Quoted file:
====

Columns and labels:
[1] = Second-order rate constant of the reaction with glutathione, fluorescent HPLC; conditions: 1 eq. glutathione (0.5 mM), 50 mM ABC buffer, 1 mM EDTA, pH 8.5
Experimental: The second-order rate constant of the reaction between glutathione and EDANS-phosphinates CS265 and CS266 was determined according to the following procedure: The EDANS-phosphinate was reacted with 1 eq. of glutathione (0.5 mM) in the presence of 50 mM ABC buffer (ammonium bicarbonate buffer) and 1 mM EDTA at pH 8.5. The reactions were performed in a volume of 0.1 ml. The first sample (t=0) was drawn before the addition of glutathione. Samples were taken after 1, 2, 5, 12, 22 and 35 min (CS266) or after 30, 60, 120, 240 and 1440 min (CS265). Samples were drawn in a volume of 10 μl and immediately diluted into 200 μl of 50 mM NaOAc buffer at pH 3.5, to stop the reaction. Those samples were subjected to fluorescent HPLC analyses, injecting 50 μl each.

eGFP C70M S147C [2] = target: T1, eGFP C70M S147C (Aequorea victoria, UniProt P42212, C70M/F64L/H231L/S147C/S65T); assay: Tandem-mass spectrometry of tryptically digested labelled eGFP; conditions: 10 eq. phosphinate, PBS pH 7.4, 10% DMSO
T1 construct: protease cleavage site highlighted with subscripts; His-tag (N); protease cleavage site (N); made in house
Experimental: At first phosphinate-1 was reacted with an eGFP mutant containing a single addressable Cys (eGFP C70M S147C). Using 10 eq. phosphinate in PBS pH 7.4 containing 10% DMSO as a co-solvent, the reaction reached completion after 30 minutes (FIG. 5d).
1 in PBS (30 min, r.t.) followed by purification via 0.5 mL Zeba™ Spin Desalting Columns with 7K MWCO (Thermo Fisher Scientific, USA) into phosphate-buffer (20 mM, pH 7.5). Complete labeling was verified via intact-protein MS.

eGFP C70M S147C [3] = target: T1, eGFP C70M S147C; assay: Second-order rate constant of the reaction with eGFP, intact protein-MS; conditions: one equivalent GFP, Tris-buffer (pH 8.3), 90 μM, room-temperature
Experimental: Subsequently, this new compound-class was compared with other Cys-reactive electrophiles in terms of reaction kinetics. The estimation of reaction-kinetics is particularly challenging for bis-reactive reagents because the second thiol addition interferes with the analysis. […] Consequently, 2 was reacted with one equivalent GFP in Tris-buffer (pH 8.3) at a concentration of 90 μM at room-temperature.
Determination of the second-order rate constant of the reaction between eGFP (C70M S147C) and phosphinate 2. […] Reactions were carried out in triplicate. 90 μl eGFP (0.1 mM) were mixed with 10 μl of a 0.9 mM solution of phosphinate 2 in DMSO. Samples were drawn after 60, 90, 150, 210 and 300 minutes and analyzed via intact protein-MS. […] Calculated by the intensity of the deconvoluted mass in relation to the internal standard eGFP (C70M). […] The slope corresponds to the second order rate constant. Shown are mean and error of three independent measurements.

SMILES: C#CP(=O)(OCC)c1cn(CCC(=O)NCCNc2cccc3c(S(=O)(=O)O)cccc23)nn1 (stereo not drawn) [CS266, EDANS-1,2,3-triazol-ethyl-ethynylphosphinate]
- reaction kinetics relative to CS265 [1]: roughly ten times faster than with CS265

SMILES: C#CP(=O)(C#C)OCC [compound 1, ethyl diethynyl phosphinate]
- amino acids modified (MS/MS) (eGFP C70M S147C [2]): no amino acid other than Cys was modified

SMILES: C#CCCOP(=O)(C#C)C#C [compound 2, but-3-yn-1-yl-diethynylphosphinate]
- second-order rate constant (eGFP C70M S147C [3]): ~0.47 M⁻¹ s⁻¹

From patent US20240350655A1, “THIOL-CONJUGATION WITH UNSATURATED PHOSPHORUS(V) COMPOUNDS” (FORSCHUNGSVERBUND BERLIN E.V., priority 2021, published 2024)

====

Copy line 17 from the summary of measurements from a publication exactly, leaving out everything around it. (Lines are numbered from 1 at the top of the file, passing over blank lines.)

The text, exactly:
From patent US20240350655A1, “THIOL-CONJUGATION WITH UNSATURATED PHOSPHORUS(V) COMPOUNDS” (FORSCHUNGSVERBUND BERLIN E.V., priority 2021, published 2024)